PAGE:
Physicians and researchers are looking for ways to harness the body’s ability to fight cancer through immunotherapy. Immune cells are designed to attack foreign cells. However, because of the ways cancer develops through healthy cells undergoing abnormal changes, the immune system does not always attack cancerous cells. Immunotherapy is designed to trigger the body’s own immune system helping it to target and destroy cancerous cells.
Different immunotherapy treatments tap into the immune system in individualized ways, from helping the body recognize cancer cells to boosting the immune system response. Some different types of immunotherapy include:
At Moffitt Cancer Center, our scientists and clinicians are continually researching and developing novel immunotherapy treatments for various types of cancer and we continue to gain ground in understanding and treating all forms of this complex disease.
Moffitt’s Dr. Frederick Locke is one of the pioneers of CAR T therapy, a cellular immunotherapy that engineers a patient’s own immune T cells to target and fight cancer. Now an FDA-approved treatment, early results are providing hope for adult patients with chemotherapy-resistant forms of non-Hodgkin’s lymphoma and relapsed or refractory large B-cell lymphoma. As one of the few cancer centers approved to offer this lifesaving therapy, Moffitt is giving more patients the options they need. Researchers at Moffitt are also working to expand this revolutionary therapy to other cancers.
Dr. Brian Czerniecki and colleagues of Moffitt’s Breast Oncology Department have developed a new vaccine to help early stage breast cancer patients with HER2-positive diseases. This personalized vaccine, designed to prevent recurrence, is created with immune cells called dendritic cells. These cells help the body recognize and break down cancer cells so that T cells can come and destroy them. By collecting a patient’s dendritic cells and using them to create a personalized vaccine, this immunotherapy helps the patient’s immune system direct an attack on the progression of breast cancer by targeting the HER2 protein. The HER2 protein is overexpressed in nearly a quarter of all breast cancer tumors and is associated with aggressive disease and poor prognosis.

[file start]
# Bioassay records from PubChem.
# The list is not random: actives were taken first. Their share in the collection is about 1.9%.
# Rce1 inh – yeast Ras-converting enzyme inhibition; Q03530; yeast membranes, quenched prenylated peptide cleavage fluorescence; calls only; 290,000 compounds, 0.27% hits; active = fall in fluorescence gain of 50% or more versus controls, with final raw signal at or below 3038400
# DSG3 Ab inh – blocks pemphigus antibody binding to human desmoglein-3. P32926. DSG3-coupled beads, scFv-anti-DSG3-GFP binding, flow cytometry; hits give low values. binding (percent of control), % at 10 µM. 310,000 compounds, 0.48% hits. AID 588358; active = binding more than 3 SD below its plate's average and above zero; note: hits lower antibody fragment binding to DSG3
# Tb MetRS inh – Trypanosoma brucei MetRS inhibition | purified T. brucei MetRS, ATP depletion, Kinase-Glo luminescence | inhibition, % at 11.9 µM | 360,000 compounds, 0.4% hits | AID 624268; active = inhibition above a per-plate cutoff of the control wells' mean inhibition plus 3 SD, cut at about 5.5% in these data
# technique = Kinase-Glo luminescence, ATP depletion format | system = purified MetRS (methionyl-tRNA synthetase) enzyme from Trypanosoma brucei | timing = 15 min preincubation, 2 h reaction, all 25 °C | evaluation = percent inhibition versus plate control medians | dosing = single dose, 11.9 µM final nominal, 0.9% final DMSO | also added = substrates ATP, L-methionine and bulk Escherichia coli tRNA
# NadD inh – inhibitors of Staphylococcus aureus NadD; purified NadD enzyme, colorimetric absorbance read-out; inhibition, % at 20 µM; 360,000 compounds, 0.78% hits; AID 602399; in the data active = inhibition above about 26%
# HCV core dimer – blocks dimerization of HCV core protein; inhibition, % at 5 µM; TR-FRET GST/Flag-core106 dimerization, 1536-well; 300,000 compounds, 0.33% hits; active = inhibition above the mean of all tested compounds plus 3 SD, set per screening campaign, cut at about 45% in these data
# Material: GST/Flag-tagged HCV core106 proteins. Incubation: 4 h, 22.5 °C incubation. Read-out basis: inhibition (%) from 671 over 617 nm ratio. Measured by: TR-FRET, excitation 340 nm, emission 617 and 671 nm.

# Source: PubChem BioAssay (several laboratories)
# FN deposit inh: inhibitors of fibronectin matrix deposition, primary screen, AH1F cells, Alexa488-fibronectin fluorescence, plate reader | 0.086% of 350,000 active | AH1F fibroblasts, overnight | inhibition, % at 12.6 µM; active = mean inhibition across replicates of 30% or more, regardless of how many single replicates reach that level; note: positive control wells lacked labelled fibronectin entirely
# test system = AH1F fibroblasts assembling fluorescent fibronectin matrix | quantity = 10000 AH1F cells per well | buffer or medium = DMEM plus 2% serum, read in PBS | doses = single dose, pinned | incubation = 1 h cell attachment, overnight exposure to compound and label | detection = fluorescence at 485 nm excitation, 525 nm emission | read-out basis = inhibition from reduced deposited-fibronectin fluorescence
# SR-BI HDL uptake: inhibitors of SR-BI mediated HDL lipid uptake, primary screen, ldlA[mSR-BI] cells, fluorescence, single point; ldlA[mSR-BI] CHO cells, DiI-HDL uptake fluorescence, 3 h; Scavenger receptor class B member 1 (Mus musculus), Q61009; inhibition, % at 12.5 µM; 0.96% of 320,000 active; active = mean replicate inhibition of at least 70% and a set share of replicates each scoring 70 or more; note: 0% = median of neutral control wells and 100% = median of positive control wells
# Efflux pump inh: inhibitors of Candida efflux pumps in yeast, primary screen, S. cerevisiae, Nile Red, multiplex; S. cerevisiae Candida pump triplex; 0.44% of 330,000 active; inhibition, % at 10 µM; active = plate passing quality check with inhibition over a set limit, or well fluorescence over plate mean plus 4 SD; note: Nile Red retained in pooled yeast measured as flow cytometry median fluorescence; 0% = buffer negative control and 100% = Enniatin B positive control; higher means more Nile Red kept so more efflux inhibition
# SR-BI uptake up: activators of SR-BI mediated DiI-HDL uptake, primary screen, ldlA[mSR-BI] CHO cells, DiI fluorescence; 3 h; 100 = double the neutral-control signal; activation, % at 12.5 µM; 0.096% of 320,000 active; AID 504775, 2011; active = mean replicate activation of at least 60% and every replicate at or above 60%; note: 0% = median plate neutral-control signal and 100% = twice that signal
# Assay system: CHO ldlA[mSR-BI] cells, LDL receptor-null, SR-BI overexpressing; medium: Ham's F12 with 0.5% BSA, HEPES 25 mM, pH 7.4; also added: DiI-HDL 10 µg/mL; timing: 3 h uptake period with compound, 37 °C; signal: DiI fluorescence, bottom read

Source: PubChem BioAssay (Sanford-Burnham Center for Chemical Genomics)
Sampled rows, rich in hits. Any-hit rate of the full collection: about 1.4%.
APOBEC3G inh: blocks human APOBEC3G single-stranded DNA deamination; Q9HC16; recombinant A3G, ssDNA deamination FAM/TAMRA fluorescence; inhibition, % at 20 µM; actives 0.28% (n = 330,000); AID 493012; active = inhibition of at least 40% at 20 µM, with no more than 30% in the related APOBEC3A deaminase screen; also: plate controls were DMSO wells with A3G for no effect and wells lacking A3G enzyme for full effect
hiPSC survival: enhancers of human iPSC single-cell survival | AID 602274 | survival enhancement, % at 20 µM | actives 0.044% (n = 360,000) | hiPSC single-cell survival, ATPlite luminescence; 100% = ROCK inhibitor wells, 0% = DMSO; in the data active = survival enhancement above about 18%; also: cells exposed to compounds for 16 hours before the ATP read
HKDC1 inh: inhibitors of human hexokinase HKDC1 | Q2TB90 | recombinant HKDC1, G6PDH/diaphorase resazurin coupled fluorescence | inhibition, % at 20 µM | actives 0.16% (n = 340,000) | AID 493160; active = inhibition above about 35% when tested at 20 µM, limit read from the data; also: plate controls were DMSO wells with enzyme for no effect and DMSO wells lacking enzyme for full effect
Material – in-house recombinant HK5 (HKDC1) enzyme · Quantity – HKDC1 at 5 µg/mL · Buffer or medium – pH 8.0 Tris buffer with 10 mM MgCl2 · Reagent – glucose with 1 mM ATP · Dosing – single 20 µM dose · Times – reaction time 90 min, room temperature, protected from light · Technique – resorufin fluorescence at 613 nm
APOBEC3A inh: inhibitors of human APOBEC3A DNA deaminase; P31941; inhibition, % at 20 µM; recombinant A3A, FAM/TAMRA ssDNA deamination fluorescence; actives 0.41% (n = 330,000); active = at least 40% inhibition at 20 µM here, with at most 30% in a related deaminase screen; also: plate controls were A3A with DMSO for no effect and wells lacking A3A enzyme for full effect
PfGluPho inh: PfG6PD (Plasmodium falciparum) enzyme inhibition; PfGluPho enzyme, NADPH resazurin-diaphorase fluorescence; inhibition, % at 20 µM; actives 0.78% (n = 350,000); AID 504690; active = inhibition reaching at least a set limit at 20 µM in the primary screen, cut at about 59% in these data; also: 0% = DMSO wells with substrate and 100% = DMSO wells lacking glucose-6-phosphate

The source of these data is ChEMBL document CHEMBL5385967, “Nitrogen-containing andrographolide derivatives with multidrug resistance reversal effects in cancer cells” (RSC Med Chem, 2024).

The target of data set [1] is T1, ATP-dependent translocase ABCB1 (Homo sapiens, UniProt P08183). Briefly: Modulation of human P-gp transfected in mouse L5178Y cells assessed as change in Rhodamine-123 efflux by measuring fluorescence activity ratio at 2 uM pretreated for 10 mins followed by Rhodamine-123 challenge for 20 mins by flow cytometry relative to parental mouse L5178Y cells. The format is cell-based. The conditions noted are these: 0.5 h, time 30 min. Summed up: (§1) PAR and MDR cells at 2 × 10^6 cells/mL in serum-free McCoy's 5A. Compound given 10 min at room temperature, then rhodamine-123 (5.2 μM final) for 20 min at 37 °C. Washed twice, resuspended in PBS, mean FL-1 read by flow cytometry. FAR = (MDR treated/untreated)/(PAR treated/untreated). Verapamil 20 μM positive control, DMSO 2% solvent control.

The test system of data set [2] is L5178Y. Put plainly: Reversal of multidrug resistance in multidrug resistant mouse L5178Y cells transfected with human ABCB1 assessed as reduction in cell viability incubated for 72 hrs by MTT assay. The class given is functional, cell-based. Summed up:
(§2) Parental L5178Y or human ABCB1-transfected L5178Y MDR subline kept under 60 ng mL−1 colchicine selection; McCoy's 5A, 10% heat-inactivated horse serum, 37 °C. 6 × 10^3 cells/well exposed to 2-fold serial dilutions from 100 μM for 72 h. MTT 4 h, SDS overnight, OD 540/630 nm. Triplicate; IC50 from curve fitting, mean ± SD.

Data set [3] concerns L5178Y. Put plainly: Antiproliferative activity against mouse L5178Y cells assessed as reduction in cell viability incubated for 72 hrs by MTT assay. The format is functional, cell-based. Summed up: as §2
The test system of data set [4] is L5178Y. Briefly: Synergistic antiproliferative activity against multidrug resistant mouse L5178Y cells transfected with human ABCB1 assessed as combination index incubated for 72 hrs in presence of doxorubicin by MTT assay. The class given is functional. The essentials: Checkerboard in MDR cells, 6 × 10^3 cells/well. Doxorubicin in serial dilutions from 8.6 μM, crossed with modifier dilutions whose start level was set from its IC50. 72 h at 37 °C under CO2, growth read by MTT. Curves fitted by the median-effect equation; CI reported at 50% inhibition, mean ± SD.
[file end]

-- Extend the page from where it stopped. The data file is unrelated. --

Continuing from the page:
Moffitt’s researchers also look for ways to expand immunotherapy treatment options to additional cancer types. The FDA recently expanded approval of Imfinzi (durvalumab), a checkpoint blockade immunotherapy that increases T cell activation by blocking the PD-L1 protein that disguises cancer cells. Originally approved for certain types of bladder cancer, the treatment is now available for patients with stage III non-small cell lung cancer. The expanded use approval stems from a global clinical trial led by Moffitt thoracic oncologist Dr. Scott Antonia. Working with AstraZeneca, he launched a randomized, double-blind clinical trial that spanned over 20 centers and more than 700 patients.
"For 20 years we’ve treated stage III, locally advanced, unresectable, non-small cell lung cancer with chemotherapy and radiation, but 85 percent do not respond. By adding Imfinzi to the traditional standard of care, we’ve seen a huge difference in progression-free survival," said Antonia.
Immunotherapy is a fast-growing area of research at Moffitt. As we discover promising new treatment options, we are committed to bringing those treatments to clinical trials as quickly as possible so that our patients can benefit from them. Our scientific breakthroughs have not only earned us recognition as a National Cancer Institute-designated Comprehensive Cancer Center, but also allow us the opportunity to provide each patient with an innovative treatment plan that is carefully tailored to the specifics of his or her diagnosis.
For more information on Moffitt Cancer Center, visit Moffitt.org
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